Bottom Line? The Guide to Epilepsy in Children. 

Epilepsy Guide for parents.

It is worrying and depressing that one of the world’s most common neurological conditions face by children should receive so little attention.

Age-old stigma, and perceived judgments by broader society, mean that it is an illness that hides in the shadows.

The best schools understand just how important they are in protecting children from the impacts of epilepsy. Often the most horrific and irreversible impact of epilepsy is not, in fact, medical – many children simply grow out of it.  Instead, the damage caused by epilepsy can be the persistent shame, humiliation, fear and mental damage that is caused by bullying and the fear of “being discovered”, labelled and made an outcast.

In this area, as so many others, it is the kindness of teachers and school leaders – something that so often comes with those who turn to teaching as a vocation, that can make or beak a child’s experience of the world – and forever.

Further study into the causes of epilepsy is, too, so needed,  but there is progress – and there is always hope.

Medicines that control seizures are becoming more and more effective, the importance of nutrition is becoming clearer and pinpoint laser surgeries have proven to be hugely successful without causing damage to unaffected brain cells.

Inclusivity in schools and the welfare of every child has never had a higher profile. The brutality of school so many of us grew up with is something, thankfully, that is foreign to the experience of most children in UAE schools.

Anti bullying campaigns are having a positive impact on the lives of every child. Individual education plans ensure that children are supported as the norm, not the exception. Caring for children rather than treating them as needing toughening is the new normal. For those who say the world is getting too “woke” – just stop and think what you and your child would need facing this.

Finally, if your child is diagnosed with epilepsy, you will feel the gamut of emotions – most of which will be rooted in the worst of them – fear. But, you are not alone. Most children will grow out of epilepsy. Many will have seizures in clusters – and may well never have another, or have only one or two. The worry will not go away after diagnosis – but the best schools will hold your hand, and that of your child, once you advise them of a diagnosis. ,


Recommended Reading

Arguably, there are not enough books about epilepsy, fiction or otherwise.  Here are some books that we think can help:

  • Farah And Ted Visit The Hospital:  The story of a young girl experiencing the diagnosis process, aimed at preschool children.
  • Brain Learns About Epilepsy: A story of a young boy whose mother has epilepsy, which explains what the condition is, aimed at elementary school kids.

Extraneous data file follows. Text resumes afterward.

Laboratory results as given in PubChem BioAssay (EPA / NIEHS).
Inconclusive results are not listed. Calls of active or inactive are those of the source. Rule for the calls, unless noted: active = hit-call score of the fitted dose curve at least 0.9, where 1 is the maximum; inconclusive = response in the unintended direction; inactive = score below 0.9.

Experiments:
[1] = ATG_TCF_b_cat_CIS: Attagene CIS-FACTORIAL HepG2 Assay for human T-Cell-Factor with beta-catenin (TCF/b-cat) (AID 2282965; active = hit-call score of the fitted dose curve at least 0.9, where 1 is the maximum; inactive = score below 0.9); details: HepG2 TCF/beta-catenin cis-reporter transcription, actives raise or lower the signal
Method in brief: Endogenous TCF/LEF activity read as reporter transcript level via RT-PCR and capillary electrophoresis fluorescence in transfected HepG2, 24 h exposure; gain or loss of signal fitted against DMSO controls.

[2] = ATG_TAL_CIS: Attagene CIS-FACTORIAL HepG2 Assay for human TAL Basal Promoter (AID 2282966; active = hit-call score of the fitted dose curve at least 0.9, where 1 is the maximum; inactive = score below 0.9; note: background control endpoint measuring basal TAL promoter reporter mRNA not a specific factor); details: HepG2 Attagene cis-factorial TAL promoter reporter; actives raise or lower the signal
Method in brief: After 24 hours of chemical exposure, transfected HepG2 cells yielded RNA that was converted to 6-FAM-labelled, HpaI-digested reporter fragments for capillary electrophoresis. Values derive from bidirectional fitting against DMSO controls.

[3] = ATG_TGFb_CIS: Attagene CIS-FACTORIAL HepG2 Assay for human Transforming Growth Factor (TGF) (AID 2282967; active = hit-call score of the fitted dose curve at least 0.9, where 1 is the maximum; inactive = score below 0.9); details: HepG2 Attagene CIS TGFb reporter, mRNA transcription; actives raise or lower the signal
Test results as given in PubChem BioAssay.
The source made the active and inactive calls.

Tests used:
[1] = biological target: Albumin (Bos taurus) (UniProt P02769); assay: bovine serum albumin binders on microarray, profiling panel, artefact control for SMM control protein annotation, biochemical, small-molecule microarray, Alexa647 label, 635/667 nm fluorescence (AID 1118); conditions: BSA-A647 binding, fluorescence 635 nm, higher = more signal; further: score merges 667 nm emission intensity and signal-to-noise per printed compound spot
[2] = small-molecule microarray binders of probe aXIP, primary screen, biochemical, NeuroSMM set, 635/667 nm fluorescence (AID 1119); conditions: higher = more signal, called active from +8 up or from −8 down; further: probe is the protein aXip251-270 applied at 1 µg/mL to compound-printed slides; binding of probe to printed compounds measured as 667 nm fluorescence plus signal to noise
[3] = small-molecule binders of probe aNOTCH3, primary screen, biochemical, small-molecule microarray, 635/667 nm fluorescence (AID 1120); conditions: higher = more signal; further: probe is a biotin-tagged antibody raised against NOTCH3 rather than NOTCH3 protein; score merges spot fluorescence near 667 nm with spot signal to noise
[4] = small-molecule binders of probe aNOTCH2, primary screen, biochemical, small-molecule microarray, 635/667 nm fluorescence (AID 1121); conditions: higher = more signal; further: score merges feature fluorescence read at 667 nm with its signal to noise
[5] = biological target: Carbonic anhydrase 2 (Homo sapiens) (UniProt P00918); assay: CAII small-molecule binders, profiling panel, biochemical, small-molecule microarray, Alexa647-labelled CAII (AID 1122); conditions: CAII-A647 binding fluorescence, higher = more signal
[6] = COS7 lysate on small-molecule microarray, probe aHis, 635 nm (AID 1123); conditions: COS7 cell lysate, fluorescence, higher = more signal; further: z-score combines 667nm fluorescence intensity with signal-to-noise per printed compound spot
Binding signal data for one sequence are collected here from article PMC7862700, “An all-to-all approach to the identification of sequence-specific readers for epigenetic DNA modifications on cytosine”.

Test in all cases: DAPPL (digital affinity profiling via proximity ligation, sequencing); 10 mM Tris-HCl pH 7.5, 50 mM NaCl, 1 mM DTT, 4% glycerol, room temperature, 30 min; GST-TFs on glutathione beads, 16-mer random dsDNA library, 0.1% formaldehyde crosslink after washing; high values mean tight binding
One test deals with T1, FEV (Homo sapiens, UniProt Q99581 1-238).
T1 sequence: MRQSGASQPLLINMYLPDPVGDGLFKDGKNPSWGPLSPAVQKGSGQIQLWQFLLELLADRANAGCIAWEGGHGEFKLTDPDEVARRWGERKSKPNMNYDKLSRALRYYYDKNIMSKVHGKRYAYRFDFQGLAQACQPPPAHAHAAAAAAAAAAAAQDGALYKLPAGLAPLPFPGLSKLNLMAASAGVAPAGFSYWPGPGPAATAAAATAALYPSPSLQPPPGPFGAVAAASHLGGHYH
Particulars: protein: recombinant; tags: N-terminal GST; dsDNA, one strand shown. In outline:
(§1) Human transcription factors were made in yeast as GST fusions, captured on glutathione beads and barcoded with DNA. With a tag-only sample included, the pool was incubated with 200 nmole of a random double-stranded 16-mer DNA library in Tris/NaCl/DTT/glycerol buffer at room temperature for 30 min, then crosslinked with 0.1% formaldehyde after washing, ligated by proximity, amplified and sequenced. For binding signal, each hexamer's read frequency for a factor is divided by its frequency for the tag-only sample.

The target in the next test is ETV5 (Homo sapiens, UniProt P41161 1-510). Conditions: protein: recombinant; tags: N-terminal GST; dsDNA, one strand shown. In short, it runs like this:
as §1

• Happiness Heroes: Deals with the subject of bullying, aimed at elementary age kids.
  • Takedown by EMJ Benjamin Banks a novel about a High Schools wrestler who has epilepsy.
  • Looking at the Stars, by Lewis Hine. The true story of a leading figurehead who details his daily life and rising fame living with epilepsy.
  • A Smell of Burning by Colin Grant. Grant is a broadcaster who dedicated this book to his brother who had epilepsy, it is an emotional read, touchingly detailing the impact the condition has on the whole family.


Support in the UAE

  • A Facebook support Group can be found here.
  • If you are a parent or group that operates in the UAE helping and supporting parents with children diagnosed with epilepsy, please can you contact us so that we can add your details to this article. Please email the editor on [email protected] or add a comment to this page.
  • If you are a parent that would like to add your thoughts to this article, please do add your comments to this article which will be passed to the Editor.
  • If you are a school that runs Purple Day, or plan to do so having read this article, please contact us through the usual channels so we can celebrate you in this article.
  • Dr Muhammad Majid Al Kaylani, Consultant Neurologist and Epileptologist at Rashid Hospital, the largest neurology Centre in the UAE, is a good starting point for advice. E-Mail: [email protected] Telephone (24/7): 800342(DHA) / +971-42198888 (switchboard).

© All rights reserved. 2021.



About The Author
Jane Talbot
Special Projects Reporter on, Jane Talbot is a renowned features journalist and researcher recognised for her in-depth and inciteful documentation of key issues facing parents in education worldwide. She brings to more than two decade’s experience in journalism and an authentic, deeply compassionate commitment to writing that places the welfare of children and families centre stage. “I write to support families facing the hardest decisions in education – whether that is the first day at school or navigating challenges like dyslexia. I see journalism as a vocation that promises, little by little, to change the world for the better. SchoolsCompared gives me the chance to play my part, for parents and children, in that bigger picture.”